Murray Walker obituary

Seldom can any frontrank outside-broadcast commentator have had a longer span at the microphone, or a voice more distinctively identifiable with their sport, than motor racing’s Murray Walker, who has died aged 97.

In British broadcasting lore John Arlott’s rural burr will always remain redolent of cricket’s roots in the village green, just as Dan Maskell’s creamy courtside whisper was homage to the leisured grace of the suburban tennis club, and Bill McLaren’s Borderer’s brogue forever implied the blazered probity of olde-tyme amateur “rugger”.

So, at grand prix time for bikes and cars, for more than half a century, the passionate yawp and yowl emanating from Walker’s commentary box was an almost onomatopeic accompaniment to the snarling beasts hurtling past at 200mph. It may have been high-octane noise, but the descriptions were also skilled and professionally accomplished.

On both radio and television, Walker’s florid “pants on fire” commentaries were heard across seven decades. The first grand prix he described live was for BBC “wireless” at Silverstone in 1949 (won by Baron Toulo de Graffenried’s Maserati 4CLT) and his television finale – for ITV in 2001 – was the US Grand Prix at Indianapolis (won by Mika Häkkinen’s McLaren).

His last live commentary of a grand prix was in 2007 for BBC radio, when he was 83 – the European Grand Prix for Radio Five Live, as a one-off substitute for the regular commentator, David Croft.

In all, Walker covered more than 350 Formula One grands prix, more than 200 Isle of Man TT and senior Manx motorcycling events, and countless other categories from powerboat races to motocross and speedway. For well over half a century, if noisy motor sport was broadcast, you could pretty much guarantee that Walker’s decibels were attempting to drown it out in his valiant efforts to enhance the narrative and embellish the scene. But it was not without cost. Years of exposure to the din left him with hearing loss in both ears.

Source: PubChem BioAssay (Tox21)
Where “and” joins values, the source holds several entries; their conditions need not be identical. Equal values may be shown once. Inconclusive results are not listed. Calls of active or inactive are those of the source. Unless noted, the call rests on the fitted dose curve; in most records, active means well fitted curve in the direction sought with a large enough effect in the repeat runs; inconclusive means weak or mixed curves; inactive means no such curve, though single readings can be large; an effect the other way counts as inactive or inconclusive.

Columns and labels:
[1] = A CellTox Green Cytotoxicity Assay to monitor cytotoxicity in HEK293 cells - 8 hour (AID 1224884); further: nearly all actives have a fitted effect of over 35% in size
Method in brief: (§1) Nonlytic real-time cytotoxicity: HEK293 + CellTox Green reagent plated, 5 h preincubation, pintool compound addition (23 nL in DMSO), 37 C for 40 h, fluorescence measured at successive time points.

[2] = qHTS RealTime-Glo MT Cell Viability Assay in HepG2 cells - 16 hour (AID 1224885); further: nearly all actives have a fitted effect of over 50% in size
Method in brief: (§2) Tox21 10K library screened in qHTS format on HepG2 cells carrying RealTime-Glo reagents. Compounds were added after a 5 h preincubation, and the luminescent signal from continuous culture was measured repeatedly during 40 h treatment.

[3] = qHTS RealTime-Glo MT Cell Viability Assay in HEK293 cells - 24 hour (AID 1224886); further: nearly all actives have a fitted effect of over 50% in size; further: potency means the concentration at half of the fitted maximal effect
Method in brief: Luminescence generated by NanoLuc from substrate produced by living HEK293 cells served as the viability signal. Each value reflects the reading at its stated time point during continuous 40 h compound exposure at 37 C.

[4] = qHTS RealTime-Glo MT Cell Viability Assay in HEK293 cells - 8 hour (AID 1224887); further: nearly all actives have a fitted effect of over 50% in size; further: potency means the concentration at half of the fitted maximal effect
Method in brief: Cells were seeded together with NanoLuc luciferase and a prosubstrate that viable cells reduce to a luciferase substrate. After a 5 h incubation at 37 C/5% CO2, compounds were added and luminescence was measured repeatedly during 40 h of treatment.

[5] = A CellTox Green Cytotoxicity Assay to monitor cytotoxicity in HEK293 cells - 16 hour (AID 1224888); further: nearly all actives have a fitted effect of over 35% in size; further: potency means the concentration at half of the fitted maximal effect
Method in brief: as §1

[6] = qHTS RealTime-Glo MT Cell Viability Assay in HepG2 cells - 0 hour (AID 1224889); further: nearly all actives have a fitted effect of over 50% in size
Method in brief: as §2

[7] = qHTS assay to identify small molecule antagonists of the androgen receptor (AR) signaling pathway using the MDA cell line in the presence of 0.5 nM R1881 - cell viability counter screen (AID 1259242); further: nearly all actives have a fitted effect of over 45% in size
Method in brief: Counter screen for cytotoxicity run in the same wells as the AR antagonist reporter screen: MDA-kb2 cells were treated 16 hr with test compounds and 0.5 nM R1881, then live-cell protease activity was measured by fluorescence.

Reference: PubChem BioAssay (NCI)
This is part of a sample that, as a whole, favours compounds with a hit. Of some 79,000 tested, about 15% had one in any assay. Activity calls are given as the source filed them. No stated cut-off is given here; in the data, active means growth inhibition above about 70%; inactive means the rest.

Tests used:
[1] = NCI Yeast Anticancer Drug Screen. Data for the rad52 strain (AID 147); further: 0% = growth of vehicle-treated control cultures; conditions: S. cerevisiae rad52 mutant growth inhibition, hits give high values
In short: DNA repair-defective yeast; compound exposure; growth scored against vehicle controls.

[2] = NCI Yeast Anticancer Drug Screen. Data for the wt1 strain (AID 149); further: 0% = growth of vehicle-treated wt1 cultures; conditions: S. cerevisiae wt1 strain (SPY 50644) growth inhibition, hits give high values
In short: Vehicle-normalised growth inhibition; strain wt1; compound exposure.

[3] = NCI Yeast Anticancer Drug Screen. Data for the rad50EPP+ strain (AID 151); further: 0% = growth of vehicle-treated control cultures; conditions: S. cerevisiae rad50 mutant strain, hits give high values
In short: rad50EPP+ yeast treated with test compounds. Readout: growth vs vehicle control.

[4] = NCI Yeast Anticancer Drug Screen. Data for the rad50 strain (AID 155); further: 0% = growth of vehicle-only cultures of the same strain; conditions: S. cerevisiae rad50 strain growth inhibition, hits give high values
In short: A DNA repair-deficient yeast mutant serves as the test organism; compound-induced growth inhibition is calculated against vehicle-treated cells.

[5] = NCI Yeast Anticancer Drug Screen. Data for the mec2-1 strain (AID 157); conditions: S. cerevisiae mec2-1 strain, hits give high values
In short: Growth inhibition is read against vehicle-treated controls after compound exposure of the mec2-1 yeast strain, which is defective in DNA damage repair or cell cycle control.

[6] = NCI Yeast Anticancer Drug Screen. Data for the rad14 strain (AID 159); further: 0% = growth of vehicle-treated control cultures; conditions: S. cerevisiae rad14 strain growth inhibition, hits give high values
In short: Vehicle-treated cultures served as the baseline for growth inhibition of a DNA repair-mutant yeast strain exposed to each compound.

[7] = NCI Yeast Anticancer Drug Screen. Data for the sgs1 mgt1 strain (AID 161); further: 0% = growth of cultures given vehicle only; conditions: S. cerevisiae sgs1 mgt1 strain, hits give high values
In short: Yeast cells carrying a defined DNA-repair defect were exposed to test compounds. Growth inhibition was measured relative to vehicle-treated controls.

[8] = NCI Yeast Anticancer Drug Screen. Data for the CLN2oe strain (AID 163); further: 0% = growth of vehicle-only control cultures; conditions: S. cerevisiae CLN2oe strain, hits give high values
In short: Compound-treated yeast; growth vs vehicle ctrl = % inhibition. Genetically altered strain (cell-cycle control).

While his stimulating ebullience was appealing to (most) cognoscenti petrolheads, a wider audience fondly enjoyed the commentator’s accompanying torrent of tautologies and full-spate sophistries, his “Murrayisms”, as he called them. Most outside broadcasters are embarrassed by (or flatly deny) their reported heat-of-the-moment bloopers, but Walker happily revelled in, and nurtured his. “Far too often I’d operate mouth before engaging brain,” he would admit, “but the action in front of me was always happening at such a lick.”

The good ol’ trouper knew, too, that happily confessed horse’s-mouth recitation of these touching gaffes not only saved the bother of a freshly minted script each time, but also handsomely enhanced his fees on the lucrative after-dinner circuit.

You need to squawk for the full effect: “This leading car is absolutely unique – except, of course, for the one immediately behind it, which is identical.” Or: “Mansell’s now totally in front of everyone in this race, except the two in front of him.”

At an Australian race in the late 1980s I timed Walker as he spent more than an hour merrily signing for a shrewd trackside vendor, free, a towering pile of T-shirts printed with one of his all-time classics. On the front of the shirt was the legend: “Unless I Am Very Much Mistaken…” and, on the back: “Yes, I Am Very Much Mistaken …” And he employed this title for his 2003 autobiography, too.

Always proud to call himself a Brummie, Walker was born in the Hall Green area of Birmingham, the son of Elsie (nee Spratt) and Graham Walker. The infant was gulping exhaust fumes from the first. His father was a crack works rider for the city’s fabled Norton motorcycle company. At four, the boy watched his father become the first man to average more than 80mph in winning a grand prix on the gruelling Clady circuit in Northern Ireland. Mother and son would spend their summers bringing up the rear with the spanners and oily rags as Graham vroomed around the circuits of Europe. By 1935 Graham was working not only as editor of Motor Cycling magazine, but as BBC radio’s first dedicated motorcycling commentator.